Washington, D.C. (JFK+50) Benjamin C. Bradlee*, editor of the Washington Post from 1965 to 1991 and close personal friend of John F. Kennedy, passed away last week.
Since that time we have been searching our files for the article Mr. Bradlee wrote about his president and good friend in Newsweek following the assassination.
We have found the article, titled "He Had That Special Grace," on page 38 of Newsweek's Special Section in its issue dated December 2, 1963. I have 2 copies of this issue, one that I received as a gift many years after publication and one that I purchased at Gateway Books on Gay Street here in Knoxville in November 1963.
I recall this copy was the last one on the shelf. It has a letter and number written on the cover which I thought might have been the top copy in a bundle.
The gift issue does not have Mr. Bradlee's article, but my original copy does.
Today we will take an in depth look at the article.
The article begins...
"History will best judge John F. Kennedy in calmer days...and history surely will judge him well--for his wisdom and his compassion and his grace."
Mr. Bradlee was spot-on in his first sentence. While historians lament the shortness of JFK's presidency and his failures to get proposed legislation through the Congress, they almost always give him high marks for style.
Ben Bradlee was in a unique position being both a Washington newsman and a close personal friend of the President. He writes from the heart.
"John Kennedy was a wonderfully, funny man, always gay and cheerful....You could see a laugh coming in his eyes before you could hear it from his lips."
JFK's humor ranks perhaps at or near the top of all of our presidents. We tend to think of some on the list as rather dull and humorless....Richard Nixon, Dwight Eisenhower, Herbert Hoover, Calvin Coolidge, William McKinley, etc.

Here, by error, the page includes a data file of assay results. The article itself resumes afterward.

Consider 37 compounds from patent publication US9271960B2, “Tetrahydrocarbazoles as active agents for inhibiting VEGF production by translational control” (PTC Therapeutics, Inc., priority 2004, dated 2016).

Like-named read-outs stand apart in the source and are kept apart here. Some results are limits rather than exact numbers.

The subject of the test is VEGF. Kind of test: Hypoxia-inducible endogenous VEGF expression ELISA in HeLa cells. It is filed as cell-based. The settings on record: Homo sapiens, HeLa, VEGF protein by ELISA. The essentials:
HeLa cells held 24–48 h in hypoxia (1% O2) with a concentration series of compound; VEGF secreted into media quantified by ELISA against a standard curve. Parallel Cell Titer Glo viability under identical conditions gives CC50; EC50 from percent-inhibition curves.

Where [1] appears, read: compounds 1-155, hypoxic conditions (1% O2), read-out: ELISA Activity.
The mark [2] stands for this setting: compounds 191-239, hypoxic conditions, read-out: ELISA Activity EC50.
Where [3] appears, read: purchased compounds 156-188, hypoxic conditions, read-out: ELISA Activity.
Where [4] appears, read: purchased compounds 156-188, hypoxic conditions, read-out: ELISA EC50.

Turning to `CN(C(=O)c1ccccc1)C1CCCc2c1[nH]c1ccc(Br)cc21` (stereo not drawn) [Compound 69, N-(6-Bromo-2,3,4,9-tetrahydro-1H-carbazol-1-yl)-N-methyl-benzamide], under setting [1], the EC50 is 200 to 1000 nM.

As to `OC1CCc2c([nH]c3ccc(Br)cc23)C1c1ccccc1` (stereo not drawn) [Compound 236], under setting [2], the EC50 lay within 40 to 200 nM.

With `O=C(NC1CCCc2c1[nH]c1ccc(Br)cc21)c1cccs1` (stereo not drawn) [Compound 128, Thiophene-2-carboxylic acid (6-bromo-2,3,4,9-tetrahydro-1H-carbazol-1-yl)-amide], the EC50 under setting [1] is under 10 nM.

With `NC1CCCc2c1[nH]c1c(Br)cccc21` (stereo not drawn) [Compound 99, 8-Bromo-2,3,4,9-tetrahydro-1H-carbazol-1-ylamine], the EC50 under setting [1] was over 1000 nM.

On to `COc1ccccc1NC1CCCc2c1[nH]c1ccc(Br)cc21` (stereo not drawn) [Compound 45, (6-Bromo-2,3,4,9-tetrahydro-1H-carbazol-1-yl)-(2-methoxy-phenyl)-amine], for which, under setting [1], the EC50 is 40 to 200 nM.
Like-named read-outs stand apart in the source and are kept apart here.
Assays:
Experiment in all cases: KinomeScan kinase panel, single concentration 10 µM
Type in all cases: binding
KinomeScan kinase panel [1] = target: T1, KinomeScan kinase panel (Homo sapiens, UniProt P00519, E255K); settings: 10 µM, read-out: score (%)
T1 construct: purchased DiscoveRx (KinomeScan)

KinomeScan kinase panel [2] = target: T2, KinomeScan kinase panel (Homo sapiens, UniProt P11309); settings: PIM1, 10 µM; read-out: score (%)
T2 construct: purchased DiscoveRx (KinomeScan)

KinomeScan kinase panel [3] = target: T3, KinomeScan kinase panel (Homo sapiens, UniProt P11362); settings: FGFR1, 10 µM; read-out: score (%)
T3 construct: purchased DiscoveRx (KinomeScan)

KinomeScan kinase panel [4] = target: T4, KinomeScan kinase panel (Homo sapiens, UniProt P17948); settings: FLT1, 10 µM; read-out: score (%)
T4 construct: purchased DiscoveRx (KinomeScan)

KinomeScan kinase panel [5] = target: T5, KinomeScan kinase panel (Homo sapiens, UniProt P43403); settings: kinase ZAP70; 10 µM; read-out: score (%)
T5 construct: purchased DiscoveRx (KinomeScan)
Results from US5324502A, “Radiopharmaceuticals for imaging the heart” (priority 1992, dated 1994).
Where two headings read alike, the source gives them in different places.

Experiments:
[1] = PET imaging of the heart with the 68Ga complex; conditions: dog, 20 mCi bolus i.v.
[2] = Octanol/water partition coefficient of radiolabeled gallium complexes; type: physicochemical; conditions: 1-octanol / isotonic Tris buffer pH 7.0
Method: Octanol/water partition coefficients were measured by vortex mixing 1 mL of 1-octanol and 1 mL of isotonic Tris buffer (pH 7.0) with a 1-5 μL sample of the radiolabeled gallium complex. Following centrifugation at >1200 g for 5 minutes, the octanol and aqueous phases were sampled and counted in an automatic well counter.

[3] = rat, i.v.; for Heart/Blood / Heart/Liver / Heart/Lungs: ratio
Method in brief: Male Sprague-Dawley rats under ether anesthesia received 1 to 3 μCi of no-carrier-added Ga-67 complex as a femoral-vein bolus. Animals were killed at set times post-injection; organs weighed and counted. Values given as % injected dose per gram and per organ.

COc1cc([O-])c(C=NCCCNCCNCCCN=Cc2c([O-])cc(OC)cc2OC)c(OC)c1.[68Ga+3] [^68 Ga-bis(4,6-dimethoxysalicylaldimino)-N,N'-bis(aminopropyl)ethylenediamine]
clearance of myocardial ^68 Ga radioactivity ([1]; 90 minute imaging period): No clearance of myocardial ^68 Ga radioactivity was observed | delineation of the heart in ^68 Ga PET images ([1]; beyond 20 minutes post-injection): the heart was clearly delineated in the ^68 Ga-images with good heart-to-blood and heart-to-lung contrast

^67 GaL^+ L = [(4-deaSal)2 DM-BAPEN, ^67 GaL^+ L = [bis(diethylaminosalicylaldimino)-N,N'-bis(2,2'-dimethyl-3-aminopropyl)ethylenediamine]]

You might have to go back to Franklin and Theodore Roosevelt or even Abraham Lincoln to find a man who shared JFK's sense of humor.
"John Kennedy was a forgiving man, far more forgiving than his friends. He forgave many the excesses of their ignorance--many men who hold high positions...because of this forgiving. He forgave quickly and for good, and soon found new quality in the forgiven."
An example of this quality is when Jacqueline Kennedy expressed misgivings to him about her feelings toward Governor John Connally on the Dallas trip. He cautioned her not to think ill of him because he felt that attitude would reflect in how she interacted with the Governor on the trip.
The Bradlees and The Kennedys
Mr. Bradlee divides the remainder of the article into three parts:
An Appetite for Life, A Palmer in Power and A Laugh With Love.
We will continue our look at "He Had That Special Grace" in tomorrow's post.
"He Had That Special Grace...," by Benjamin Bradlee, Newsweek Magazine, December 2, 1963.
Benjamin C. Bradlee